Like many mums-to-be, Jess was anxious about her upcoming labour. Here she shares the tools and techniques she used to keep her calm and drug-free during the birth of her baby girl...
When I confirmed I was pregnant one of the first questions I googled was how much is labour going to hurt? I knew it was a bad idea, but I did it anyway.
Antenatal classes help prepare you to some degree, but there are plenty of other things you can do to get ready for the big day. I had read that labour can take hours so I started getting my ‘toolkit’ of coping strategies together.
I had read that natal hypnotherapy techniques can lead to less medical intervention and a better birth experience. Maggie Howell’s book ‘Effective Birth Preparation – a practical guide to a better birth’ (with accompanying CD) was filled with relaxation techniques and tips on how to remain calm.
The overriding message was that a woman’s body is designed to give birth, and promoting a positive mental attitude helps pregnant women overcome that fear of the unknown.
If all that sounds a bit hippy, don’t worry. The breathing techniques are designed to promote a sense of calm, and you are not actually being hypnotized - there is no Paul McKenna-style work here.
I started to listen to the CD in my final month of pregnancy and found the relaxation part great. I found I kept falling asleep before the end of the CD so it certainly helped de-stress, and the messages to slow your breathing seemed to be getting through.
I wasn’t expecting to get through the whole birth on fresh air, so I hired a TENS machine to help with the contractions. The TENS machine transmits small (harmless) electrical pulses through your skin.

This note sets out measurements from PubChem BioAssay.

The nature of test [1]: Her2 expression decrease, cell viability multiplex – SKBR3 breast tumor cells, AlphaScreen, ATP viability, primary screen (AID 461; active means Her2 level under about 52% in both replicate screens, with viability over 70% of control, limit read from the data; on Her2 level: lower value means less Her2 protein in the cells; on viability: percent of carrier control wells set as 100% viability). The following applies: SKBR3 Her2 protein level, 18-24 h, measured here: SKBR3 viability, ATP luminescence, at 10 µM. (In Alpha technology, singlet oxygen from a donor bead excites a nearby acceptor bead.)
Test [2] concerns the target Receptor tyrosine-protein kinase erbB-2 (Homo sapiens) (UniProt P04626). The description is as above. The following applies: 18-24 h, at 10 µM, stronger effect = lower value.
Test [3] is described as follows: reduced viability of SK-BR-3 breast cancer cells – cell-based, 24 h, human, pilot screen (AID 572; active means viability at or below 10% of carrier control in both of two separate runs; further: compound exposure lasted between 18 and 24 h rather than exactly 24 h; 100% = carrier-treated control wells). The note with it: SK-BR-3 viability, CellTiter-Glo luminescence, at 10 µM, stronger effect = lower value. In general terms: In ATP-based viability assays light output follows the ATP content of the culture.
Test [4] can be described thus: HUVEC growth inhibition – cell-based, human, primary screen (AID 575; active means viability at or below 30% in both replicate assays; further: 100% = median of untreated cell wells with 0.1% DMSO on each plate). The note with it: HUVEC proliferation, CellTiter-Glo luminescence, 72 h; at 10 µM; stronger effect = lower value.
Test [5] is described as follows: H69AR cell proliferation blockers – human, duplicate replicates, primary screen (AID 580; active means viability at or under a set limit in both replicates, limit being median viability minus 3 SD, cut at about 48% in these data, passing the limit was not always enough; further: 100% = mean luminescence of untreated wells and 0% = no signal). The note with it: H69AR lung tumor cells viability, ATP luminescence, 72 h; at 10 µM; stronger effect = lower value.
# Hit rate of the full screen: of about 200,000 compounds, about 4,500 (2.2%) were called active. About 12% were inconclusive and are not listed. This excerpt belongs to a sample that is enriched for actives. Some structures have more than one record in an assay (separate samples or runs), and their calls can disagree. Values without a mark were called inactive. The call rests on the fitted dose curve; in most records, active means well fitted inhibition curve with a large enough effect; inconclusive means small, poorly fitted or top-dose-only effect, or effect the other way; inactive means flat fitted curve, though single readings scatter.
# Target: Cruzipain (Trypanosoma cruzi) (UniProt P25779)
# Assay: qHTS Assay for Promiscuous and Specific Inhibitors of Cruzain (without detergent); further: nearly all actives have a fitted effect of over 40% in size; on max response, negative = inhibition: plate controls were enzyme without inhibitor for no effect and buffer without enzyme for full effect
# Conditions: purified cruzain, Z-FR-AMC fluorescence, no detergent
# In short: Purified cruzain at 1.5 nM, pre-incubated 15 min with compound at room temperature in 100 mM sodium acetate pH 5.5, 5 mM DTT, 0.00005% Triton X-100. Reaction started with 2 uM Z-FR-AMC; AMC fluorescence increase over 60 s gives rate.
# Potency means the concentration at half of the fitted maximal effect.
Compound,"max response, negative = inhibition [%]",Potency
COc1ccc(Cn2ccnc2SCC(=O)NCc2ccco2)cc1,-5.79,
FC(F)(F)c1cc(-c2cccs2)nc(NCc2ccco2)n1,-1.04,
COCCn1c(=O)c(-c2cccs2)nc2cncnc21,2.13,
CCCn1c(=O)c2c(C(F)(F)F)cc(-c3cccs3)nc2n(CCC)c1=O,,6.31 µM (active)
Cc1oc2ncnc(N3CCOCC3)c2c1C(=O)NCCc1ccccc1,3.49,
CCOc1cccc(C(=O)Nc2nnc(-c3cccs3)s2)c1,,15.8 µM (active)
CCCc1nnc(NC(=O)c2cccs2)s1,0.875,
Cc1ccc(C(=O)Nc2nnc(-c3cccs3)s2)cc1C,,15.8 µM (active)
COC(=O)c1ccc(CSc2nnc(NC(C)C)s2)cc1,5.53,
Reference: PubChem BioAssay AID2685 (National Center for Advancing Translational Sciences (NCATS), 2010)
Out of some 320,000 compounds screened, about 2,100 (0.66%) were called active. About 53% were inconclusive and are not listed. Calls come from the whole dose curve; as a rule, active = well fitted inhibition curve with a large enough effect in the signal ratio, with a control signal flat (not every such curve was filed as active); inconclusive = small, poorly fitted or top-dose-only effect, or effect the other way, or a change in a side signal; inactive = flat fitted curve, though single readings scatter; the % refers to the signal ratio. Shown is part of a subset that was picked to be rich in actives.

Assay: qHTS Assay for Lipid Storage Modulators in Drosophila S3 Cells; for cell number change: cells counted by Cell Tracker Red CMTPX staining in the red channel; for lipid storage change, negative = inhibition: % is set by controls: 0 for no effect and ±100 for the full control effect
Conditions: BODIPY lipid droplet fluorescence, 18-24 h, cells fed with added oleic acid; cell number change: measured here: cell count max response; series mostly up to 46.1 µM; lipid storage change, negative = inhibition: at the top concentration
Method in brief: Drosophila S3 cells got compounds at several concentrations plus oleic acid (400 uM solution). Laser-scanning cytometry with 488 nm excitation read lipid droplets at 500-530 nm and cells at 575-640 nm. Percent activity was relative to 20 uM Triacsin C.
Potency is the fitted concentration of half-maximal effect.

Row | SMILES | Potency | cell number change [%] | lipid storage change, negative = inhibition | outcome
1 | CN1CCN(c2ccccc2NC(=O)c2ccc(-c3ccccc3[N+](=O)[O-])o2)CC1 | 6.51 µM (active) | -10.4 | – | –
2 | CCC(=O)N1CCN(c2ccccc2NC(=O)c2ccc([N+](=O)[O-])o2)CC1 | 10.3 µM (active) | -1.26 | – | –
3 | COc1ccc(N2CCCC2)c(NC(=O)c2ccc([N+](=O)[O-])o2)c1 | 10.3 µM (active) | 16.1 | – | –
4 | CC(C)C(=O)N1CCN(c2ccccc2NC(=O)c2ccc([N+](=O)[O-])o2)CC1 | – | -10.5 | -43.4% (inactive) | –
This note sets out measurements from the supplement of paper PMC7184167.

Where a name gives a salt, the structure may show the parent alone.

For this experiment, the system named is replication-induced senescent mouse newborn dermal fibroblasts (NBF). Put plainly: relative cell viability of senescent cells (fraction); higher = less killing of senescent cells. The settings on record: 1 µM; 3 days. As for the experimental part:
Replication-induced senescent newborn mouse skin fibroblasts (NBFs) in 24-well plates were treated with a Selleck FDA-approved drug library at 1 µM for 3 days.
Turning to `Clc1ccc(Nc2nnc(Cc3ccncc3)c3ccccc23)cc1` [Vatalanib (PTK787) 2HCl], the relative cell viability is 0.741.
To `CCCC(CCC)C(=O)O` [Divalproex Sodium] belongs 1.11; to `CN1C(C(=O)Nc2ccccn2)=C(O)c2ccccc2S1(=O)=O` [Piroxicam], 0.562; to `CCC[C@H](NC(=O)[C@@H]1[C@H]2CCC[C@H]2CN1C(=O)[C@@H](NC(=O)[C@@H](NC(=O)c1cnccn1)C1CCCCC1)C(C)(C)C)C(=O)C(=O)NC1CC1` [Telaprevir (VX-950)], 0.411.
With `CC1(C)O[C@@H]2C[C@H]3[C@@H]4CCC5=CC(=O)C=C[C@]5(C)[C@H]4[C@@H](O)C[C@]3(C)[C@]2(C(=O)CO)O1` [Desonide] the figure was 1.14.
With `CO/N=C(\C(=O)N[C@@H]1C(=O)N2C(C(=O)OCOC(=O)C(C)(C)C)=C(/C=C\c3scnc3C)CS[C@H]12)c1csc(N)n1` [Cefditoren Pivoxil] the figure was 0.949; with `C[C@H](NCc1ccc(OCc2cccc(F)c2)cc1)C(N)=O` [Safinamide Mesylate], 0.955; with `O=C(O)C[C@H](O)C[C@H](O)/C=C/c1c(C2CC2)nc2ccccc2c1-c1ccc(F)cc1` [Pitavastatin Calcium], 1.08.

The pulses are designed to stimulate the release of endorphins so your body can cope with the pain using its own hormones. These pulses also stimulate the nerves in your spine so the pain signals are blocked before they reach your brain.
The TENS was very simple to use. It came with a boost button, so when a contraction came on I could press the boost and then press it again when the contraction subsided.
Because the TENS was so effective I felt happy to stay at home for much of my labour and only went into hospital at 6am after using the TENS overnight. I was amazed that I had used the TENS for seven hours because it honestly felt much shorter.
The midwives were surprised at how calm I was and there was only just time to run the birthing pool.
Obviously because it relies on electrical pulses the TENS can’t be used in water and at first I was worried about switching it off in case things started to hurt, but the soothing effects of the pool really helped and my relaxation techniques kicked in.
My baby was born after just an hour and a half in the water. I felt relaxed even in the final stages and it really helped me to remember the breathing techniques from the hypnotherapy.
I feel very lucky to have had such an amazing birth experience. I would say natal hypnotherapy is definitely worth a go and using a TENS machine meant I stayed at home for much of my labour in a familiar environment.
My new bubba seems to be a calm and contented baby so far and I like to ‘smugly’ think it had something to do with her positive, peaceful entrance to the world!